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The New Trend in L.A. Museums? They’re Free!
First, the Broad. Now, the Hammer. Who’s next?
Just a few weeks ago, Eli Broad announced that when his downtown museum, The Broad, opens next year it will not charge admission. This weekend, the Hammer Museum in Westwood followed suit, revealing that it will also transition to a free admission policy. Museum director Annie Philbin, who we profiled in 2011, revealed at the Hammer’s annual gala that the museum’s open door policy will begin in February 2014.
Being able to explore into two prominent art institutions without paying a cent? That’s big news.
The Hammer is already free for students, children under 17, military personnel, and everyone else on Thursdays, but this is the first time they’ve dispensed entirely with an entry fee. The situation is temporary, funded for the first four years by generous benefactors, but the Hammer hopes to make it permanent.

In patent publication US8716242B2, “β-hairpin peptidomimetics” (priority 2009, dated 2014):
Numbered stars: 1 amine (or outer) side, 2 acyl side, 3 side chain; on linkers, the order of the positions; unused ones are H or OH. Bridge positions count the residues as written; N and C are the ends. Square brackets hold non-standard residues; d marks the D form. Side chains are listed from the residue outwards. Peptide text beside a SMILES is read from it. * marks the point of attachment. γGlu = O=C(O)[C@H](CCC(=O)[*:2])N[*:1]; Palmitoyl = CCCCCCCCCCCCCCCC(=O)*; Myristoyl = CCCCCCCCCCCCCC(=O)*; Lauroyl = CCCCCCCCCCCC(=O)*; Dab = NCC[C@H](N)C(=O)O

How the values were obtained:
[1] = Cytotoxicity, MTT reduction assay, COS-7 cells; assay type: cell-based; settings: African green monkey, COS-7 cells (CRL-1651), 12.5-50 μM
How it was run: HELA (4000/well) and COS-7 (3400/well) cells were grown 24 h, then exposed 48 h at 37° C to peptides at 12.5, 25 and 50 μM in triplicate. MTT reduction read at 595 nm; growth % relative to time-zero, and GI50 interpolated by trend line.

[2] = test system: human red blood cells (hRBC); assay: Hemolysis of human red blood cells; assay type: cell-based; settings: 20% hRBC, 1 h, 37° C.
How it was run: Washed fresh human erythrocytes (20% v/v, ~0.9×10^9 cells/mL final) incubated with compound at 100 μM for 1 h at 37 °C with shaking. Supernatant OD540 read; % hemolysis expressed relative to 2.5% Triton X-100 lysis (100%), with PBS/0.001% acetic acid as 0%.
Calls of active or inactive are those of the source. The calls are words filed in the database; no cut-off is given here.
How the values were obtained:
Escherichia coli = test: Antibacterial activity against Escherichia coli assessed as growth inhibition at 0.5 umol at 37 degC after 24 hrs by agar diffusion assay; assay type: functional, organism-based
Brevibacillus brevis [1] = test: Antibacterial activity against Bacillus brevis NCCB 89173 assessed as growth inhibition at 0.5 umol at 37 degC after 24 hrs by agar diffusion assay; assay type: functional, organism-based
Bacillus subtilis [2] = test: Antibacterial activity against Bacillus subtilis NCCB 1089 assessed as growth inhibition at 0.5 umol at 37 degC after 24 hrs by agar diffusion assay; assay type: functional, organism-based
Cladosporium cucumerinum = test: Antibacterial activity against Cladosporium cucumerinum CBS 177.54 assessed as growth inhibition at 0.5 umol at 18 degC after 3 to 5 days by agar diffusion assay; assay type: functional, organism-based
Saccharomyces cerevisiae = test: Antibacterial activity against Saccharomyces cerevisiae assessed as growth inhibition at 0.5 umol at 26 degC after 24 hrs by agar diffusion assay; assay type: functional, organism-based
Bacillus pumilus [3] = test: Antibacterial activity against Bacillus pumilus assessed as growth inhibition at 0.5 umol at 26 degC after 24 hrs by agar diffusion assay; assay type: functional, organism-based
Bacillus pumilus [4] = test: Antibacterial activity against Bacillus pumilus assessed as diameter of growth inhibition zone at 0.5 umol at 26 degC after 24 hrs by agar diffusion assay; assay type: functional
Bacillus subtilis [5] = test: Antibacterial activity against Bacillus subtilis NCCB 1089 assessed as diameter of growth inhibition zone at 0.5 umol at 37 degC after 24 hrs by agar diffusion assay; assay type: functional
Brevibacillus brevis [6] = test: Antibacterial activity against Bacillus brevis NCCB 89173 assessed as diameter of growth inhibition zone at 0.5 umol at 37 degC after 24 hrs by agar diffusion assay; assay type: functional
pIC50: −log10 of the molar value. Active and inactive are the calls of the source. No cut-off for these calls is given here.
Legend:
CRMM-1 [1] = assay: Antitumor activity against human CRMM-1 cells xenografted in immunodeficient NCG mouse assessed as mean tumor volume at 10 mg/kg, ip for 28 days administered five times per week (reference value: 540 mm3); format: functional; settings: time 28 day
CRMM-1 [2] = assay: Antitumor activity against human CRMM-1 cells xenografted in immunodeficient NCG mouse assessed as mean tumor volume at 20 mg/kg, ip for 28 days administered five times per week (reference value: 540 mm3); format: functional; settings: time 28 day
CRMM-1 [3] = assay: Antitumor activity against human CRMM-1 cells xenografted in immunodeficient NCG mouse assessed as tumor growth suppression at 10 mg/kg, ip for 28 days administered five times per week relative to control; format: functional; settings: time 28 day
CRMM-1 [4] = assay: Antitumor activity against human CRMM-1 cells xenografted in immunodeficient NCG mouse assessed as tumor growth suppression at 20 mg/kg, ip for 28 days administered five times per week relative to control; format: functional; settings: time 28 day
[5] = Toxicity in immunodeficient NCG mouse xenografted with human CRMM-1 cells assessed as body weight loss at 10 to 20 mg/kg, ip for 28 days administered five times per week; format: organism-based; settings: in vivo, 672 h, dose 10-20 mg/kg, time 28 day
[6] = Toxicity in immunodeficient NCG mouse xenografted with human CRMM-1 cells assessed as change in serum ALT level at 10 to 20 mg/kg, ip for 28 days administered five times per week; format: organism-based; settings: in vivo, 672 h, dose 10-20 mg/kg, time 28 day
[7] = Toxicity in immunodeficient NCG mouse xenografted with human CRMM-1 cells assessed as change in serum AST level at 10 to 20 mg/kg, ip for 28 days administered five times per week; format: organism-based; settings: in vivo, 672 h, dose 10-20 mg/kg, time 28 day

For a billionaire philanthropist or a well-funded art institution, throwing open their doors without charge may be a small thing. Anything that makes museums more accessible for the rest of us is a huge boon.
Could this be the start of a larger trend? Perhaps other museums and cultural institutions will follow suit. (You can visit the Getty for free, although the parking will cost you $15.) We can only fantasize about Philippe serving free French dips or LACMA dropping its door fee. Even if it doesn’t happen, the L.A. art world just go a little broader.